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Free Study Guide-Catch-22 by Joseph Heller-Free Online Booknotes Summary
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CHAPTER 27: NURSE DUCKETT

Summary

Nurse Duckett is a tall, attractive woman who is "able, prompt, strict and intelligent." One morning while Duckett is smoothing the sheets at the foot of Yossarian’s bed, Yossarian puts his hand under her dress, and Dunbar grabbed her bosom from behind. The commanding colonel scolds Yossarian for taking indecent liberties with his nurses. Dunbar claims responsibility for the attack on Duckett. The colonel thinks that Yossarian is crazy. He sends Major Sanderson, the psychiatrist, to see Yossarian.

Yossarian claims to have had a dream about a live fish. Major Sanderson tries Freudian analysis, and realizes that Yossarian contradicts himself. Yossarian claims that everything reminds him of sex. Major Sanderson tells him that his promiscuous pursuit of women is an attempt to assuage his "subconscious fears of sexual impotence." Because of the "pulling rank" game that Yossarian and Dunbar play earlier, Sanderson believes that Yossarian suffers from feelings of inadequacy and rejection. He believes that Yossarian has a split personality because he denies that he is Fortiori. He explains that Yossarian has deep-seated survival anxieties, has a morbid aversion to dying, and is a manic-depressive. He concludes that Yossarian is crazy. He decides to send him home. By mistake, Fortiori is sent home instead of Yossarian.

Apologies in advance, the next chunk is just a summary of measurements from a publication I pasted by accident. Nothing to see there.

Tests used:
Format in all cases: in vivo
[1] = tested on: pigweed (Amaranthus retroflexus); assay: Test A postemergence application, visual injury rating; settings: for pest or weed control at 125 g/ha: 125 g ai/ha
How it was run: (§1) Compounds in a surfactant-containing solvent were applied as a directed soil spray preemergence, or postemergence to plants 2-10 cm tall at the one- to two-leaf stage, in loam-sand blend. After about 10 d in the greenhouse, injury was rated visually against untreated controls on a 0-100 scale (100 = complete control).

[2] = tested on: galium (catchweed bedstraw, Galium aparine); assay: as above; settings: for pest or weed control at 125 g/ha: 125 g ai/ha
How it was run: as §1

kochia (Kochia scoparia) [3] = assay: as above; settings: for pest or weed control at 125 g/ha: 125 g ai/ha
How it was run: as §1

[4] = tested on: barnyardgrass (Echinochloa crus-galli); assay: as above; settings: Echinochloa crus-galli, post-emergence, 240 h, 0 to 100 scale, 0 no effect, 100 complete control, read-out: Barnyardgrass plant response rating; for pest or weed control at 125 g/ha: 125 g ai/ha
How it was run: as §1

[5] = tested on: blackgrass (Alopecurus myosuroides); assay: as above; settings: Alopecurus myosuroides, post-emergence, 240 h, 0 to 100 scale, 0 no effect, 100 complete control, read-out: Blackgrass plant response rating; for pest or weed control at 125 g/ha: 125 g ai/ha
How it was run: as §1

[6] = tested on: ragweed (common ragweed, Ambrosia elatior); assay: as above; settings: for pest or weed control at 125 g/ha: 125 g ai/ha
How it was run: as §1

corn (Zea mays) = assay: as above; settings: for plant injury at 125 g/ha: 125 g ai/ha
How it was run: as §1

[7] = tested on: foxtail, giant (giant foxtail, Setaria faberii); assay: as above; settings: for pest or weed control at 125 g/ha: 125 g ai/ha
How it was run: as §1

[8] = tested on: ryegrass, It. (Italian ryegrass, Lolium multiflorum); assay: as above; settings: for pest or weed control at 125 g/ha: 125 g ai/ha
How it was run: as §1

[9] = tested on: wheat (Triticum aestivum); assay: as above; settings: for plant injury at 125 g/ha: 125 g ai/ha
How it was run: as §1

Yossarian returns to combat. He meets Daneeka who tells him that the Germans are retreating everywhere. The Allies have captured Paris and the German air force has been destroyed. Daneeka is afraid that the Germans will surrender and that the men at Pianosa will be sent to the Pacific. Yossarian tells Daneeka, that he has been diagnosed as insane, and therefore should be sent home. Daneeka retorts that only a crazy man would agree to fly another mission.

Notes

Yossarian’s attack on Nurse Duckett is in response to the nurse’s facade of sexual propriety. Though Yossarian’s actions are improper, they are not unexpected. This episode is a prelude to the physical relationship Yossarian later enjoys with her.

The psychiatrist’s analysis of Yossarian’s "fish dream" is a witty parody of Freudian psychoanalysis. The exchange begins with Sanderson trying to discover Yossarian’s insecurities and ends with the Major revealing his feelings of inadequacy. The roles of patient and doctor are reversed for a while. Sanderson is, himself, mentally unstable, and is unable to accept the reality of his condition. He labels Yossarian crazy, but is himself, going nuts.

The entire irrational exercise comes to its logical end when Fortiori is sent home instead of Yossarian. Daneeka’s answer to Yossarian’s pleas to be sent home is truly the only rational statement in this chapter. These events occur just before the end of the war in Europe.

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